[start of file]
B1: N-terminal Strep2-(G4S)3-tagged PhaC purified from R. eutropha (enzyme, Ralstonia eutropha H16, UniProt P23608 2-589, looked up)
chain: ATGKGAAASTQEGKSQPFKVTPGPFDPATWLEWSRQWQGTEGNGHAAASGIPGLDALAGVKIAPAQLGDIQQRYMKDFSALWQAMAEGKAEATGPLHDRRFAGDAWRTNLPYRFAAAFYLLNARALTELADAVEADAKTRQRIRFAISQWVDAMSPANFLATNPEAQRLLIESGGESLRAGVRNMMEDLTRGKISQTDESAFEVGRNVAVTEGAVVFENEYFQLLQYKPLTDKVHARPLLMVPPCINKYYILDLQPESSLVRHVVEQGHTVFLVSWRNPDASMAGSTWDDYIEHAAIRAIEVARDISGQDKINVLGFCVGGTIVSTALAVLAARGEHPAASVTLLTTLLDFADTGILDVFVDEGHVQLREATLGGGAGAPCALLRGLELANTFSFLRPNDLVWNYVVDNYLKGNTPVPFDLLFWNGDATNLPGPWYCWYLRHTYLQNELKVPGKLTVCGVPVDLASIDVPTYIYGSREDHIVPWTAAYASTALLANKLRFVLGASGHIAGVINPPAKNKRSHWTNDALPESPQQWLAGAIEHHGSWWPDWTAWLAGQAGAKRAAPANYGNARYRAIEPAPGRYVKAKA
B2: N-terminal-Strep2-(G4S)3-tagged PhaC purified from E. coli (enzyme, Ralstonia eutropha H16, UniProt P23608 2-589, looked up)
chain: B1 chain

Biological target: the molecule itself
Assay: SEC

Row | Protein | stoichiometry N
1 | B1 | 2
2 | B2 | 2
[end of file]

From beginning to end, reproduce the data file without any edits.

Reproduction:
B1: N-terminal Strep2-(G4S)3-tagged PhaC purified from R. eutropha (enzyme, Ralstonia eutropha H16, UniProt P23608 2-589, looked up)
chain: ATGKGAAASTQEGKSQPFKVTPGPFDPATWLEWSRQWQGTEGNGHAAASGIPGLDALAGVKIAPAQLGDIQQRYMKDFSALWQAMAEGKAEATGPLHDRRFAGDAWRTNLPYRFAAAFYLLNARALTELADAVEADAKTRQRIRFAISQWVDAMSPANFLATNPEAQRLLIESGGESLRAGVRNMMEDLTRGKISQTDESAFEVGRNVAVTEGAVVFENEYFQLLQYKPLTDKVHARPLLMVPPCINKYYILDLQPESSLVRHVVEQGHTVFLVSWRNPDASMAGSTWDDYIEHAAIRAIEVARDISGQDKINVLGFCVGGTIVSTALAVLAARGEHPAASVTLLTTLLDFADTGILDVFVDEGHVQLREATLGGGAGAPCALLRGLELANTFSFLRPNDLVWNYVVDNYLKGNTPVPFDLLFWNGDATNLPGPWYCWYLRHTYLQNELKVPGKLTVCGVPVDLASIDVPTYIYGSREDHIVPWTAAYASTALLANKLRFVLGASGHIAGVINPPAKNKRSHWTNDALPESPQQWLAGAIEHHGSWWPDWTAWLAGQAGAKRAAPANYGNARYRAIEPAPGRYVKAKA
B2: N-terminal-Strep2-(G4S)3-tagged PhaC purified from E. coli (enzyme, Ralstonia eutropha H16, UniProt P23608 2-589, looked up)
chain: B1 chain

Biological target: the molecule itself
Assay: SEC

Row | Protein | stoichiometry N
1 | B1 | 2
2 | B2 | 2